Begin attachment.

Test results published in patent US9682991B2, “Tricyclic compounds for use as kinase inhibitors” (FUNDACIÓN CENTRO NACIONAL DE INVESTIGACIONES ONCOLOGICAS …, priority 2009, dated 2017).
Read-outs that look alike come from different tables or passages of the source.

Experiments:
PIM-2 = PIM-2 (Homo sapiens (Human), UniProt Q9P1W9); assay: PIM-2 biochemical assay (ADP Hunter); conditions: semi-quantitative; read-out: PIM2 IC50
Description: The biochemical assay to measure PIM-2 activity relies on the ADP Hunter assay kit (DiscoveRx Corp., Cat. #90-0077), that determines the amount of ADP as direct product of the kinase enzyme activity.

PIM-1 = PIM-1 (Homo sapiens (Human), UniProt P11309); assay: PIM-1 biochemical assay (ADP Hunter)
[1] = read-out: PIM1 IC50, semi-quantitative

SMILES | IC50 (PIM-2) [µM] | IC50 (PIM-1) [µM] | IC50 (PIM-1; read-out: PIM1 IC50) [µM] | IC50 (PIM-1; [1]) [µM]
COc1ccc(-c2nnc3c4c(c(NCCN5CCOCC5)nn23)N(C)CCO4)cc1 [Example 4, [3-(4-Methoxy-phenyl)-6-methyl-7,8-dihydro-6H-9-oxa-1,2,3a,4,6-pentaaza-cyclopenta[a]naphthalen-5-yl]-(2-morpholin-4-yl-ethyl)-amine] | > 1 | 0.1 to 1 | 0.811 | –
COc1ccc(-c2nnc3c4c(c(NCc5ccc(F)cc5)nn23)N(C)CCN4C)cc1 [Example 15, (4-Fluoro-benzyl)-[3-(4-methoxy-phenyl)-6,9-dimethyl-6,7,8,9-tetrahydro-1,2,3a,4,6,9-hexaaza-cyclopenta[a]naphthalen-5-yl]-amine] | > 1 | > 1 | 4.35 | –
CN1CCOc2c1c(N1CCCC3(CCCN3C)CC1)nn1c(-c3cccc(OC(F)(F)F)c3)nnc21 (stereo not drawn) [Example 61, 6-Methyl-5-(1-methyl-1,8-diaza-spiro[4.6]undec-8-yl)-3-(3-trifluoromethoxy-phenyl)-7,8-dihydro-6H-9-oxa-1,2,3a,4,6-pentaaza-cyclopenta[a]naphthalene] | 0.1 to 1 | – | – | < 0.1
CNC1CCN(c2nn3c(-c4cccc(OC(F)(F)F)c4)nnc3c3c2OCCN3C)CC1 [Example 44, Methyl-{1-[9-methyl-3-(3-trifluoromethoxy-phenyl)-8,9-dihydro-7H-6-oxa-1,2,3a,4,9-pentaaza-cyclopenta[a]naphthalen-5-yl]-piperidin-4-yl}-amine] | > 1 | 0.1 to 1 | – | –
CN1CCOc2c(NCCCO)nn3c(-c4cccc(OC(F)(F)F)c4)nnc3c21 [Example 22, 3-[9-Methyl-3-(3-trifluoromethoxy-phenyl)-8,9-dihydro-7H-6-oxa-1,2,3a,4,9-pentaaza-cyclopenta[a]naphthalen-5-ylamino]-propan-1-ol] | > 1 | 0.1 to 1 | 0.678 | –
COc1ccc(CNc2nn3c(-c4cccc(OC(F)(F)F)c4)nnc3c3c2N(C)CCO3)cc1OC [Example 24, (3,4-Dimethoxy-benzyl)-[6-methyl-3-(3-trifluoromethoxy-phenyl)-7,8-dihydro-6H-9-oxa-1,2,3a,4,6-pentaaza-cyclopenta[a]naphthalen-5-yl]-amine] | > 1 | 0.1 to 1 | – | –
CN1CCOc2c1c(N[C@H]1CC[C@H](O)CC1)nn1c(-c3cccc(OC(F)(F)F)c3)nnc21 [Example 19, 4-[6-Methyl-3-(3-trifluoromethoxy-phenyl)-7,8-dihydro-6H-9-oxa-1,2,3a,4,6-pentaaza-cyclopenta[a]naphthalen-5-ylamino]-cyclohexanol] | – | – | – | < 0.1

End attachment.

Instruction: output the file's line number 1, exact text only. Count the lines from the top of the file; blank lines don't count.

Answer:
Test results published in patent US9682991B2, “Tricyclic compounds for use as kinase inhibitors” (FUNDACIÓN CENTRO NACIONAL DE INVESTIGACIONES ONCOLOGICAS …, priority 2009, dated 2017).